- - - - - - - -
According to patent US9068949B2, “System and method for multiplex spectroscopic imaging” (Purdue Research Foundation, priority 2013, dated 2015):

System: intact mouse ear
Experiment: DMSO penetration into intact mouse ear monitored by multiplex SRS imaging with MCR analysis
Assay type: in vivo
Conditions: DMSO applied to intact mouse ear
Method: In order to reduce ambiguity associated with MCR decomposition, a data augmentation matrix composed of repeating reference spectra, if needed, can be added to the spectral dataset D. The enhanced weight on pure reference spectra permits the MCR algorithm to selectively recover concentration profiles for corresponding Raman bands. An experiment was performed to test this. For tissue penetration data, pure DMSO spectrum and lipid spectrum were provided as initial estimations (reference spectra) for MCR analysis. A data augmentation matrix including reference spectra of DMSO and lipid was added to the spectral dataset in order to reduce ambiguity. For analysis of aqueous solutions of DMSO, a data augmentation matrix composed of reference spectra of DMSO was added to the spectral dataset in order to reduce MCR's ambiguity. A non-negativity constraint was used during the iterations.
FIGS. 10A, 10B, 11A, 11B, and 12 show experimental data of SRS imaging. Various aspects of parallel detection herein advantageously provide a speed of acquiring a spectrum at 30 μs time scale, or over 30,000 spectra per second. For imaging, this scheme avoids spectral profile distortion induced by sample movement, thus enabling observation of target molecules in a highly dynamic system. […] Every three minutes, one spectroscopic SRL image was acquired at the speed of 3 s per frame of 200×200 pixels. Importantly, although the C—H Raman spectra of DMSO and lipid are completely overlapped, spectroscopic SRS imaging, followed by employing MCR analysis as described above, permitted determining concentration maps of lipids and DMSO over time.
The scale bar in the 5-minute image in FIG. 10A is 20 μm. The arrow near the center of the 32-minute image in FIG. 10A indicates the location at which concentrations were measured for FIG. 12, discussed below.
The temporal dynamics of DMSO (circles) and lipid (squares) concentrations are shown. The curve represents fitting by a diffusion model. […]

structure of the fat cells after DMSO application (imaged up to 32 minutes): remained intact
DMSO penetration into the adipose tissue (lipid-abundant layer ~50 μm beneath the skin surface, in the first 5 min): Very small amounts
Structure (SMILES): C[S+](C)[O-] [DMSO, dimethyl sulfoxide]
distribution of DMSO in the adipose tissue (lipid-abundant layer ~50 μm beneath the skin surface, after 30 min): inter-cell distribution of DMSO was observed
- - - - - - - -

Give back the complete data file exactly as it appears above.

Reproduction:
According to patent US9068949B2, “System and method for multiplex spectroscopic imaging” (Purdue Research Foundation, priority 2013, dated 2015):

System: intact mouse ear
Experiment: DMSO penetration into intact mouse ear monitored by multiplex SRS imaging with MCR analysis
Assay type: in vivo
Conditions: DMSO applied to intact mouse ear
Method: In order to reduce ambiguity associated with MCR decomposition, a data augmentation matrix composed of repeating reference spectra, if needed, can be added to the spectral dataset D. The enhanced weight on pure reference spectra permits the MCR algorithm to selectively recover concentration profiles for corresponding Raman bands. An experiment was performed to test this. For tissue penetration data, pure DMSO spectrum and lipid spectrum were provided as initial estimations (reference spectra) for MCR analysis. A data augmentation matrix including reference spectra of DMSO and lipid was added to the spectral dataset in order to reduce ambiguity. For analysis of aqueous solutions of DMSO, a data augmentation matrix composed of reference spectra of DMSO was added to the spectral dataset in order to reduce MCR's ambiguity. A non-negativity constraint was used during the iterations.
FIGS. 10A, 10B, 11A, 11B, and 12 show experimental data of SRS imaging. Various aspects of parallel detection herein advantageously provide a speed of acquiring a spectrum at 30 μs time scale, or over 30,000 spectra per second. For imaging, this scheme avoids spectral profile distortion induced by sample movement, thus enabling observation of target molecules in a highly dynamic system. […] Every three minutes, one spectroscopic SRL image was acquired at the speed of 3 s per frame of 200×200 pixels. Importantly, although the C—H Raman spectra of DMSO and lipid are completely overlapped, spectroscopic SRS imaging, followed by employing MCR analysis as described above, permitted determining concentration maps of lipids and DMSO over time.
The scale bar in the 5-minute image in FIG. 10A is 20 μm. The arrow near the center of the 32-minute image in FIG. 10A indicates the location at which concentrations were measured for FIG. 12, discussed below.
The temporal dynamics of DMSO (circles) and lipid (squares) concentrations are shown. The curve represents fitting by a diffusion model. […]

structure of the fat cells after DMSO application (imaged up to 32 minutes): remained intact
DMSO penetration into the adipose tissue (lipid-abundant layer ~50 μm beneath the skin surface, in the first 5 min): Very small amounts
Structure (SMILES): C[S+](C)[O-] [DMSO, dimethyl sulfoxide]
distribution of DMSO in the adipose tissue (lipid-abundant layer ~50 μm beneath the skin surface, after 30 min): inter-cell distribution of DMSO was observed